However, when he sold Vetri Systems, it was a win-win for him and the buyers who took over. Stints at Lason and RevIT followed, adding feathers to his cap and showing him that a giant like ICICI could use his expertise in reaching out to potential markets, internationally.

Dealing with expectations 

A satisfying career and several laurels later, Venkatraman planned to retire but could not. Today he runs Medall, a diagnostic chain with 90 centres across the southern states of Tamil Nadu, Karnataka, Kerala and Andhra Pradesh.

At Medall, like with his previous ventures, Venkatraman puts his brand first. One of the first considerations when taking up an office space was that the company’s signage should be visible clearly and it should be close to the airport road.

Sharing his experiences on the difference in branding for the B2B and B2C segments, Raju Venkatraman says, “B2C customers have very simple expectations. They come for a service, and if it is delivered to their expectations, they are happy. If there is even one complaint, I magnify it by a factor of 1,000 because most do not voice their concerns. So we have a strong customer service team and every complaint is drilled down to understand employee attitudes and behaviour.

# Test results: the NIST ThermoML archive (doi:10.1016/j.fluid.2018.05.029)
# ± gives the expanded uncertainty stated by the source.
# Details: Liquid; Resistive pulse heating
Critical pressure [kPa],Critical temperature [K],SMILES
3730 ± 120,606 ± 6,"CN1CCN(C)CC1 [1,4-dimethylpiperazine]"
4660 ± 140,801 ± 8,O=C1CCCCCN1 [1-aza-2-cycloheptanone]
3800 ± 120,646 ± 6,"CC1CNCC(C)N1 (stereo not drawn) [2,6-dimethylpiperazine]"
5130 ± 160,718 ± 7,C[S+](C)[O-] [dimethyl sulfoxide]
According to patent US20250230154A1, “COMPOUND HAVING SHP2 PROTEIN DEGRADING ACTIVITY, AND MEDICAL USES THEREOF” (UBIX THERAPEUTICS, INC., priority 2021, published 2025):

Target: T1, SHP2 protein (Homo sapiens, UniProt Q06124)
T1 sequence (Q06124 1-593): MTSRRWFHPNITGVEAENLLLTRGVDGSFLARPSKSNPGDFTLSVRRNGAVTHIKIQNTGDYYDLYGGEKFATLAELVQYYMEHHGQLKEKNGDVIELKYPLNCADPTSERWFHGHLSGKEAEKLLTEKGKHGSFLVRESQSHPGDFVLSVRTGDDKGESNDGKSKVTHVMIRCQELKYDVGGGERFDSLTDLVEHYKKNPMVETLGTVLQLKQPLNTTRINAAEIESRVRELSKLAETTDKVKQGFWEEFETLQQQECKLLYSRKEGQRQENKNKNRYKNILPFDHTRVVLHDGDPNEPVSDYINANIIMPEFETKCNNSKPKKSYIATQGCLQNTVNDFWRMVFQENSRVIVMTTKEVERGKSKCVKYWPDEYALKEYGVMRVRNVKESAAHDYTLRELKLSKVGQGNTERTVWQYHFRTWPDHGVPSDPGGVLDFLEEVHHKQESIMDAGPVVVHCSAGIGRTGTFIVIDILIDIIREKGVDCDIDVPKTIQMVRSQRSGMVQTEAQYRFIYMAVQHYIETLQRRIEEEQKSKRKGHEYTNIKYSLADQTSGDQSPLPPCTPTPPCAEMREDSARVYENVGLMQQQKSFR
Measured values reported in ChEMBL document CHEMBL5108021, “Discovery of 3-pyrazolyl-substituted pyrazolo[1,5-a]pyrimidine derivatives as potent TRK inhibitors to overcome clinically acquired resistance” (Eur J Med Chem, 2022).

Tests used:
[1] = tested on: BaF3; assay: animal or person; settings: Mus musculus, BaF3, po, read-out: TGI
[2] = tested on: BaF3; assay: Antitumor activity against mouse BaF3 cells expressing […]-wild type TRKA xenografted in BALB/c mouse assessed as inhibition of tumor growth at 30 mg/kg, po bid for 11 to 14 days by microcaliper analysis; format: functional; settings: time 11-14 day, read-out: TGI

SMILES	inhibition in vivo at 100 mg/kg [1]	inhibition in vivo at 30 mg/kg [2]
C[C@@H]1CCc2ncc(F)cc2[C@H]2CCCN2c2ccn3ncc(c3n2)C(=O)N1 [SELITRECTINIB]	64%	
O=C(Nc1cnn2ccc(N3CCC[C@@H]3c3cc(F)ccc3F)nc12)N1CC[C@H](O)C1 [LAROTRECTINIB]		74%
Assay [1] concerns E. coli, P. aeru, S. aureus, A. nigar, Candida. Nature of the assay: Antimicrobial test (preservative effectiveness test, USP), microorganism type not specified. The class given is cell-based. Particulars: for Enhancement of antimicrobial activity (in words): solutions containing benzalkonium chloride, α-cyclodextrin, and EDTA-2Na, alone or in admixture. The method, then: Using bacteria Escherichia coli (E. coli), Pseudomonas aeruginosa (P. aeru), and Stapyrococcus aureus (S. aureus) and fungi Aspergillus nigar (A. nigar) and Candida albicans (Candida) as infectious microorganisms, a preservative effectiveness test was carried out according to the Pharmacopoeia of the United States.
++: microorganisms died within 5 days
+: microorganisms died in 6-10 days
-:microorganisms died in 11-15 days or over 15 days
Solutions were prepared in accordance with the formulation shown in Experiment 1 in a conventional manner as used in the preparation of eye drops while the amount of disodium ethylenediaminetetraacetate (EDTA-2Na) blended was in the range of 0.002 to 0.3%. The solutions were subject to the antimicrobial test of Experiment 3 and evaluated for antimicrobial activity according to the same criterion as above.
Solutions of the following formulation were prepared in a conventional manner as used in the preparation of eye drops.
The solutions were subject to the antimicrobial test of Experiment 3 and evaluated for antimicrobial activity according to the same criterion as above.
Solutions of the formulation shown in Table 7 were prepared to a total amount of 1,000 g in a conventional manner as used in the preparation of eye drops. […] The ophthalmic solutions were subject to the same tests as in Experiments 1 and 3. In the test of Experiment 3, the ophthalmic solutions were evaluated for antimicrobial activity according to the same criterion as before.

Relatively, B2B customers have more complex expectations. “Here, it is not just about the service we deliver, but the assurance that the manager who signs us will not lose his job. That he can trust us to deliver on our promise. We cater to unstated needs beyond the obvious requirements.”

Having established many brands he says that he has no qualms in letting them go. “When I worked with Cadbury’s, I was called Cadbury’s Raju; then EDS Raju, Vetri Raju… We must know when the purpose with which we started a brand has been served and exit accordingly. I never lost sleep when I was with those brands and do not lose sleep about letting them go. Whichever brand I work for, I give my all. And then I let go knowing my purpose is served.”

COMPANY: Medall Healthcare

FOUNDER: Raju Venkatraman

After decades of experience in the B2B space, Raju Venkatraman turned to starting a B2C venture, focused on providing holistic healthcare and diagnostic services. Apart from visibility, customer service and delivering on a promise are the two best ways to make Medall a household name, he believes.